Brand Destruction- Is it negative marketing ?

A brand is an offering from a known source. It takes years for a company to build its brand image and to get acceptable reputation of its own. The American Marketing Association defines a brand as a “name, term, sign, symbol, design or a combination of of them, intended to identify the goods or services of one seller or group of sellers and to differentiate them from those of competitors.” In order to clearly understand the concept of brand destruction and the organized thinking and forces behind it let us first understand what it means and a little about its origin.
A brand is a product or service that sets itself apart from other products or services of the same category by establishing some factor or dimension of its own. It has prevailed from centuries and can be seen to evolve from the earlier times when European craftsmen used to put trademarks on their products. Fine arts started branding by artists signing off their work pieces.

Brand not only allows the consumers to assign responsibility for performance and satisfaction to the manufacturer or distributor or service provider but also helps decision making where they need to choose as to which brand is satisfying their needs. Now talking of the hot topic of “Brand Destruction”, the next very intelligent questions which arise at the very sound of these two words are- “Is it an ethical practice to destroy a brand?”, “Is it negative marketing?”, “Is it positioning your products in a way so as to harm other’s products or market share?”
Well there are no absolutes like there are always two sides of a coin. The concept of brand destruction also needs to be analyzed in two aspects. As it goes in a game, there is healthy spirited competition and then there is this league of accomplishing it by whatever means you possibly can. The same analogy somewhere applies to the concept of brand destruction wherein the motive can be to destroy an established brand image by either providing better products or services in a competitive approach where you engage your energies and strengths in building better than what prevails or else take the shortcut approach.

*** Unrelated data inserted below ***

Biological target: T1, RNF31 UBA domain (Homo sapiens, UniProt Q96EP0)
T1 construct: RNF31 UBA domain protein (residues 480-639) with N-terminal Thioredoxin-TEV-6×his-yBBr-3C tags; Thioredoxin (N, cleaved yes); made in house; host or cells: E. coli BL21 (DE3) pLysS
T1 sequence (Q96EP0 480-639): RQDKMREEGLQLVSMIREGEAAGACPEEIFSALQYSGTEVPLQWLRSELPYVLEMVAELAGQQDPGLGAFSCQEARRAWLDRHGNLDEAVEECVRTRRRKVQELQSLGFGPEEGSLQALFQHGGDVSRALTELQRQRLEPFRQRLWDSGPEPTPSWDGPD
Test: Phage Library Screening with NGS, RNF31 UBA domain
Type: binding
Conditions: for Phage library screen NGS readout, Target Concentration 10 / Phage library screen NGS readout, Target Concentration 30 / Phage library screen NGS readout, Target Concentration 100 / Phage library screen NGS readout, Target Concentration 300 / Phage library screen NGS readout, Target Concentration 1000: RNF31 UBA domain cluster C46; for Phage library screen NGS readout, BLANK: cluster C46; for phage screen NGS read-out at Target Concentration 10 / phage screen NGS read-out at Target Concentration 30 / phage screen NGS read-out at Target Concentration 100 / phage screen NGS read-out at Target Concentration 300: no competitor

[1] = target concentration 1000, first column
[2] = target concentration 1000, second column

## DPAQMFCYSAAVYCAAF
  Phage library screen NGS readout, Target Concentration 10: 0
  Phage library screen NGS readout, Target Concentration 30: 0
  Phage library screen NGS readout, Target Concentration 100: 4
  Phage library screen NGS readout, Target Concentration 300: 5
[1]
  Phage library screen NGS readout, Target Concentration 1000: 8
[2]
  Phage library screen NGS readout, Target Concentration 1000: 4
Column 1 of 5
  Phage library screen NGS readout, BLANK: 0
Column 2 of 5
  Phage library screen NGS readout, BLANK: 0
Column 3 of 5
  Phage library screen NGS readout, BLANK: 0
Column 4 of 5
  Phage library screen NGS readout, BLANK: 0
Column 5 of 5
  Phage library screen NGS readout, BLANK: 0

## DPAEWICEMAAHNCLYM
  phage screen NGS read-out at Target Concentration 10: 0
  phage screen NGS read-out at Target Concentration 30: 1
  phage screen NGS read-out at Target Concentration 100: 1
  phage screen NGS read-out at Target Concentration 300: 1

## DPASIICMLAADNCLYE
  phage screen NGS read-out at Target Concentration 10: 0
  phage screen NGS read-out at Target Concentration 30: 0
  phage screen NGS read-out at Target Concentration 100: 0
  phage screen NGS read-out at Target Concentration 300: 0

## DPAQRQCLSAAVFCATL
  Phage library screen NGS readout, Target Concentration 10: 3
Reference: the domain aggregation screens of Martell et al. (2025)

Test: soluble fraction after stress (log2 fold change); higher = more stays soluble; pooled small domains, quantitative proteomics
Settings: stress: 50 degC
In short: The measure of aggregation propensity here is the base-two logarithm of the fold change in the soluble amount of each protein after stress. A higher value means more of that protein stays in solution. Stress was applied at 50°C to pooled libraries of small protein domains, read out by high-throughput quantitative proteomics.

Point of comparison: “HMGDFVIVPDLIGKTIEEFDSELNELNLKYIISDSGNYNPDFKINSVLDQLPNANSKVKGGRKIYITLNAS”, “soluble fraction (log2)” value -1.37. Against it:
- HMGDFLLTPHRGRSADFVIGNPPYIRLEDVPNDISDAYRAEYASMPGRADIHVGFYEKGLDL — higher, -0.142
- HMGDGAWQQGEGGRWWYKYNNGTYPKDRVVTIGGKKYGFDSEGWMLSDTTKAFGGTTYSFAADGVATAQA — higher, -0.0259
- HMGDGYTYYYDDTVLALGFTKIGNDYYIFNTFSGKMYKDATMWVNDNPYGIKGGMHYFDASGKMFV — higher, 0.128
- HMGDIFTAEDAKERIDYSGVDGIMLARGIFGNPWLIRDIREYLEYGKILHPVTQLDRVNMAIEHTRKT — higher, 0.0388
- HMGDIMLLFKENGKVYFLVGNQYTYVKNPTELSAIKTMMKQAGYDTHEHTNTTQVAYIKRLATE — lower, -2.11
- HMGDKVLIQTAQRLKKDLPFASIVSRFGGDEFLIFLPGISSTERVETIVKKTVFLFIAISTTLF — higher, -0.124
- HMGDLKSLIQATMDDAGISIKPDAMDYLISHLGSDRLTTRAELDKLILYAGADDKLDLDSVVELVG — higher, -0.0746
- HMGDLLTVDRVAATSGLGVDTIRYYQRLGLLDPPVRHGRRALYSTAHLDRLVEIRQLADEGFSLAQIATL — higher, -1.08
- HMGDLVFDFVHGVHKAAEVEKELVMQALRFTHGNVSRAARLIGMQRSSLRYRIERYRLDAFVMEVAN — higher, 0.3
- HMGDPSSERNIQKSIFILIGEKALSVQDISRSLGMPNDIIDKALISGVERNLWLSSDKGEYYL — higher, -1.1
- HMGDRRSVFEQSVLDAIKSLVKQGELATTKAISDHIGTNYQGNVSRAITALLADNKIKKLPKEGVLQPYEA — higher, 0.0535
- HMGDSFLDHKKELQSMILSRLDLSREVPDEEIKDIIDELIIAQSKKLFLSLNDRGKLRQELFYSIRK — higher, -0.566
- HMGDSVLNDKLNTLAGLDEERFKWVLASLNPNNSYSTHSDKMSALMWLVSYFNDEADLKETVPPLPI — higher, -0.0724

The shortcut approach which I choose to mention separately is the concept of defaming a brand. Without getting to any names a very evident example of this concept which can be very well guessed upon is in the soft drinks market. There are numerous such examples of giant companies which when competing to be the best goes into the practices of brand destruction the negative way. In this global village where you have access to millions by clicks of a few buttons you can consider the ill effects of brand destruction a serious threat for no matter which company you talk about especially with the number of  choices and reduction of decision time as time is passing by.
The stretching of brand can also force a company to evaluate market conditions and in lieu of launching a new product cause a self-brand destruction. When Maruti stopped its Maruti 800 and went ahead with Alto 800 that must precisely have been the idea. The overall impact depends on consumer acceptance and market segmentation as well as on the understanding of the needs and wants of the customers.
I believe the following factors give us an understanding:
i. The age at which the emotional engagement occurs:
The age at which the customer engages with the brand is critical to the brand’s longevity.
For the consumer to truly engage with the brand it needs to be very visible both in the house and on TV. Brands develop an emotional engagement and change from those as a child to a teenager and then to a young adolescent and finally into a mature adult, through all these phases the emotional engagement with the product occurs and changes.
ii. The impact of creative destruction:
The term coined by the economist “Joseph Schumpeter” was to describe the radical transformation that accompanies innovation. The market makes a tectonic move in technology and the domestic brands are left behind unable to compete.
iii. Strong brand management:
A brand must stay relevant and adapt itself to the macro consumer trends or it will diminish and die through neglect
iv. Justifying a premium positioning:
Brands find it extremely difficult to maintain premium position for long terms. There are examples of a relationship between price premium and longevity- where price premium is defined by a brand having a higher value than volume market share.
v. Domination of the emerging channels:
Spending time finding out which channels and which retailers will emerge as the leading force and forcing resources there is likely to pay dividends in the long run.
[The article has been written by Priyo Ranjan. He is presently pursuing his MBA from XISS, Ranchi.]

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